It would be hard to beat a 1937 penny supper as described in the March 30, 1937, edition of the El Heraldo De Brownsville, a Brownsville, Texas, newspaper published from January 12, 1936, to February 29, 1940. Two women, Nannie Bourne and Della Bollinger were in charge of the supper. Their menu for the Wednesday night penny supper consisted of chicken, oysters, Swiss steak, assorted fresh vegetables, home made pies and cakes, fresh dewberry cobbler and strawberry shortcake. In addition, there were biscuits, cornbread, iced tea, milk and coffee.
A 1913 edition of the Duluth News Tribune advertised an upcoming penny supper saying that "any article on the menu may be secured 'for one measly copper,' and the whole card, making a meal 'fit for a king,' for about 20 cents. Those preparing the supper claim that this is one chance for the citizens of Superior (Minnesota) to reduce the high cost of living, and urge that every one take advantage of the opportunity."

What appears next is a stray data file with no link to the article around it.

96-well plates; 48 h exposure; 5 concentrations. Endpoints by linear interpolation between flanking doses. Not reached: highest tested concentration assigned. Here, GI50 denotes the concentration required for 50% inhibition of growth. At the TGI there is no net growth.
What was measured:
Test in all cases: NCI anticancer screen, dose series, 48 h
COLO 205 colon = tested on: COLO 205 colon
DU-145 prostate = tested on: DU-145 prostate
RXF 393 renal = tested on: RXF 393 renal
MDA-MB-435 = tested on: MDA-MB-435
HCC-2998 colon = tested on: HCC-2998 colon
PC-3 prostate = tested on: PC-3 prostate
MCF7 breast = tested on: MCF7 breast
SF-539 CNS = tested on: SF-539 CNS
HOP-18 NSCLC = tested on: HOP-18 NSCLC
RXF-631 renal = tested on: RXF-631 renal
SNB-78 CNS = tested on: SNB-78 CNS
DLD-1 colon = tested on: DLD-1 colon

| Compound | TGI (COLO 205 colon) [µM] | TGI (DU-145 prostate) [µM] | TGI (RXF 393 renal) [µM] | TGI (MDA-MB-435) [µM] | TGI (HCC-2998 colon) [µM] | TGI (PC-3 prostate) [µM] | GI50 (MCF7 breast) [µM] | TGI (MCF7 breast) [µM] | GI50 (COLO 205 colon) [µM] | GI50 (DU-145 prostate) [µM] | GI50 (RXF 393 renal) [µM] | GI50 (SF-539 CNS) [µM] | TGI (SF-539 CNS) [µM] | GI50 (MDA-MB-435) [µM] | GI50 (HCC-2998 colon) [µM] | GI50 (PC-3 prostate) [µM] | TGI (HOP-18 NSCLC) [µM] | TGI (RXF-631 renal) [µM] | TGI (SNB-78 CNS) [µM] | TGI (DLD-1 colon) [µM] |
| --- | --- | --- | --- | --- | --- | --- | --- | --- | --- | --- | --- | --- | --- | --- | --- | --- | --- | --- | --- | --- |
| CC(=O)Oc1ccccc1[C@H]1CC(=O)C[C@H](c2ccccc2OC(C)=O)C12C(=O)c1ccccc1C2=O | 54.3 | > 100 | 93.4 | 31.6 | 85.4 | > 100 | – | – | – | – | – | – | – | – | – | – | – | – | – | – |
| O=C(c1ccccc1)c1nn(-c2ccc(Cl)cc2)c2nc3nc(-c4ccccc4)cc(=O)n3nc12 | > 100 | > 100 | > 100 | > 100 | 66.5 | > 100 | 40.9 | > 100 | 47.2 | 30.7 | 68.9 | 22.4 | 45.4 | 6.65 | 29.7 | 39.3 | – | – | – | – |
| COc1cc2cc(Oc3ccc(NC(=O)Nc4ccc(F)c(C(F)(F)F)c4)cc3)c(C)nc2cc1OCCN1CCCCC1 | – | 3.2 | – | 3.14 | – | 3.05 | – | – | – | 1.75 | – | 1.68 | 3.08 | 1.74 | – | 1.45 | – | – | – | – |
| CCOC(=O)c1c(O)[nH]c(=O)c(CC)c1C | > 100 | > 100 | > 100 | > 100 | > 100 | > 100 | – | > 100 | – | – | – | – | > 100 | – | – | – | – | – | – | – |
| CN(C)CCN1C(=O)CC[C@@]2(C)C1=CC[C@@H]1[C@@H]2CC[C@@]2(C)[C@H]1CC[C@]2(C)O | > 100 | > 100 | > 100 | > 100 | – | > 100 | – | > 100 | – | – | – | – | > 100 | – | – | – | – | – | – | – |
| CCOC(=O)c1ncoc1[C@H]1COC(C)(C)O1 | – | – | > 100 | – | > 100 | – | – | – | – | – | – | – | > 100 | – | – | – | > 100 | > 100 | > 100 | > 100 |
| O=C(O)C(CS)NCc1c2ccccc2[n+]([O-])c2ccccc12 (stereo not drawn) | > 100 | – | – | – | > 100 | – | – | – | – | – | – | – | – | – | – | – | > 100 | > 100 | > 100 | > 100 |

The penny supper reminds us of a time when we were young and went to a church service and a man with a little boy about my age complained that the service was too long, the preacher was dull and the singing was off key. We remember the confused little boy looking up at his father and telling him, "Daddy, it was really pretty good for a dime."
Penny suppers are all for a good cause. In some cases that we have heard of, contributions to the church benefit only the person making the contribution. A case in point was when an Internal Revenue Agent called on the minister of a church and told the minister that one of the parishioners, according to tax returns filed, had made a contribution of fifteen hundred dollars to the church. The IRS agent wanted confirmation that this was true. The minister thought for a second and then replied, "If he didn't, he will!"